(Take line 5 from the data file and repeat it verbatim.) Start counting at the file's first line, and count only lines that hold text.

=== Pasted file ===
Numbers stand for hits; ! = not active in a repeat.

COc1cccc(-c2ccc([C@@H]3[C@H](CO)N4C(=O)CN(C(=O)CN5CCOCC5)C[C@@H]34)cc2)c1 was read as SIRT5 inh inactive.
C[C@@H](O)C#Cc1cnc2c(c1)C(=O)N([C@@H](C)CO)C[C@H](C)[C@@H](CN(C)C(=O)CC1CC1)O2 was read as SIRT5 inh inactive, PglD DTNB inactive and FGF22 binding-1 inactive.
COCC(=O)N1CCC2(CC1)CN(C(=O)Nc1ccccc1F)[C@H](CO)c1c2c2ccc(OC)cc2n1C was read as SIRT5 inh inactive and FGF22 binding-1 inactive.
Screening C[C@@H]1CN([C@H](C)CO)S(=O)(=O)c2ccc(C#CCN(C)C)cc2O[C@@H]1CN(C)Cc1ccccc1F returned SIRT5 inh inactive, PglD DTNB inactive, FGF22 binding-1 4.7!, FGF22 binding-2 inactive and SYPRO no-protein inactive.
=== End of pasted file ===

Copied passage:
Screening C[C@@H]1CN([C@H](C)CO)S(=O)(=O)c2ccc(C#CCN(C)C)cc2O[C@@H]1CN(C)Cc1ccccc1F returned SIRT5 inh inactive, PglD DTNB inactive, FGF22 binding-1 4.7!, FGF22 binding-2 inactive and SYPRO no-protein inactive.